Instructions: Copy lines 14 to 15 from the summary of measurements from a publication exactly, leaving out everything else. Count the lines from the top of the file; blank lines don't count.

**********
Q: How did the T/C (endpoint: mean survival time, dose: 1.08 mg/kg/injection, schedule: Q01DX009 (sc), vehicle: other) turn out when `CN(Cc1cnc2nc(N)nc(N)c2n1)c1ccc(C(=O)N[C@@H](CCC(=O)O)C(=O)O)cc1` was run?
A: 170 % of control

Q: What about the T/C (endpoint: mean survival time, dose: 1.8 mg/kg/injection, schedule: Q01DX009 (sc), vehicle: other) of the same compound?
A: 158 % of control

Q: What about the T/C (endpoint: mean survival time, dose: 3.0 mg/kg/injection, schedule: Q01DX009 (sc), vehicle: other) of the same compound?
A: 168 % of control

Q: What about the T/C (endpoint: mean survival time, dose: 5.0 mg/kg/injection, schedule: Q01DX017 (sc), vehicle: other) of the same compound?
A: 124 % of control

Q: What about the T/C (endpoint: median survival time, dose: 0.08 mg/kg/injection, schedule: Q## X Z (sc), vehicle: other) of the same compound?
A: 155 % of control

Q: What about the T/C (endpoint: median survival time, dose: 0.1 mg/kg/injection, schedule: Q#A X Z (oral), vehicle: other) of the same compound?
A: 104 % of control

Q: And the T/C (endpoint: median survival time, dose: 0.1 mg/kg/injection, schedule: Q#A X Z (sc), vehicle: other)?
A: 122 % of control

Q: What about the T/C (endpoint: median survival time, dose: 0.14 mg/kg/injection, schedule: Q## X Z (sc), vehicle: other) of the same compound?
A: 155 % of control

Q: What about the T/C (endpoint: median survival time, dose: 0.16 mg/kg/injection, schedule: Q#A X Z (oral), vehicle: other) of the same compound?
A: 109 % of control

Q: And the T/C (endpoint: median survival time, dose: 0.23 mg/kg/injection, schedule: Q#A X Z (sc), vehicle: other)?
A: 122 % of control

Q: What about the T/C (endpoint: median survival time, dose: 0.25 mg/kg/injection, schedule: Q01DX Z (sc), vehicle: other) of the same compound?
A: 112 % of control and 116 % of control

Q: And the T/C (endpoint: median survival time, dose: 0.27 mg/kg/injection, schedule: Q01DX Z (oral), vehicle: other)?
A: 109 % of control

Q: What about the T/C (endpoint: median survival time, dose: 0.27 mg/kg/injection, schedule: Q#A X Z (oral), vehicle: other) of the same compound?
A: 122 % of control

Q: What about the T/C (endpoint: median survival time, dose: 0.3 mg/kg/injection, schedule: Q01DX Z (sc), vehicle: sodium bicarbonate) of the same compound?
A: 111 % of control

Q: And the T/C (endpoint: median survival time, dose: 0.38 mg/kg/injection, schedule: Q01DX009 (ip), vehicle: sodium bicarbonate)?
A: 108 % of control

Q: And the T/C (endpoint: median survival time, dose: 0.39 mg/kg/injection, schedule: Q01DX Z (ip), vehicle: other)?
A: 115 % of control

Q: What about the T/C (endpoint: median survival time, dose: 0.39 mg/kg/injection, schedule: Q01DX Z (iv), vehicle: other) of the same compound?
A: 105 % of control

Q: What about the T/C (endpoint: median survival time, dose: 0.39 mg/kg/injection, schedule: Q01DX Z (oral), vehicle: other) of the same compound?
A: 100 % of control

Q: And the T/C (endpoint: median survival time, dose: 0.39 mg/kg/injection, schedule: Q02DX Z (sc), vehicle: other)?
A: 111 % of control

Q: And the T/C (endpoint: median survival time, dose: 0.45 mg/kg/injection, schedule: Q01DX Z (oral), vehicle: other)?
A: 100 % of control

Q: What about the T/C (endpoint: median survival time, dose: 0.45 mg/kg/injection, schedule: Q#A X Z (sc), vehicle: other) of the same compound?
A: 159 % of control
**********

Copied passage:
A: 122 % of control

Q: What about the T/C (endpoint: median survival time, dose: 0.14 mg/kg/injection, schedule: Q## X Z (sc), vehicle: other) of the same compound?